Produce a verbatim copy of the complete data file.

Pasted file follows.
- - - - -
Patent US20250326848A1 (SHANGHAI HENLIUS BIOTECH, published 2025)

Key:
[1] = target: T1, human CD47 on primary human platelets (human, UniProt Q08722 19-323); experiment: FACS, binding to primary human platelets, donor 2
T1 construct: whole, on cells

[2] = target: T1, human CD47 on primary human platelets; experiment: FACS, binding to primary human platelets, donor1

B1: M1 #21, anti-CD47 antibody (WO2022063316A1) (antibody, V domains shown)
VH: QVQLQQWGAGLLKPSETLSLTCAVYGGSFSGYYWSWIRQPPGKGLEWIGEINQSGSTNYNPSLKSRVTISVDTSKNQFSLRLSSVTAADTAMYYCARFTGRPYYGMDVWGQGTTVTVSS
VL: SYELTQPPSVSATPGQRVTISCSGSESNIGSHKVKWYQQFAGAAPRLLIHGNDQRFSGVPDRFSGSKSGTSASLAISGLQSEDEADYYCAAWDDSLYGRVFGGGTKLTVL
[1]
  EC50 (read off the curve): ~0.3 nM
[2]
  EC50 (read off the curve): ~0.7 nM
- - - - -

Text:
Patent US20250326848A1 (SHANGHAI HENLIUS BIOTECH, published 2025)

Key:
[1] = target: T1, human CD47 on primary human platelets (human, UniProt Q08722 19-323); experiment: FACS, binding to primary human platelets, donor 2
T1 construct: whole, on cells

[2] = target: T1, human CD47 on primary human platelets; experiment: FACS, binding to primary human platelets, donor1

B1: M1 #21, anti-CD47 antibody (WO2022063316A1) (antibody, V domains shown)
VH: QVQLQQWGAGLLKPSETLSLTCAVYGGSFSGYYWSWIRQPPGKGLEWIGEINQSGSTNYNPSLKSRVTISVDTSKNQFSLRLSSVTAADTAMYYCARFTGRPYYGMDVWGQGTTVTVSS
VL: SYELTQPPSVSATPGQRVTISCSGSESNIGSHKVKWYQQFAGAAPRLLIHGNDQRFSGVPDRFSGSKSGTSASLAISGLQSEDEADYYCAAWDDSLYGRVFGGGTKLTVL
[1]
  EC50 (read off the curve): ~0.3 nM
[2]
  EC50 (read off the curve): ~0.7 nM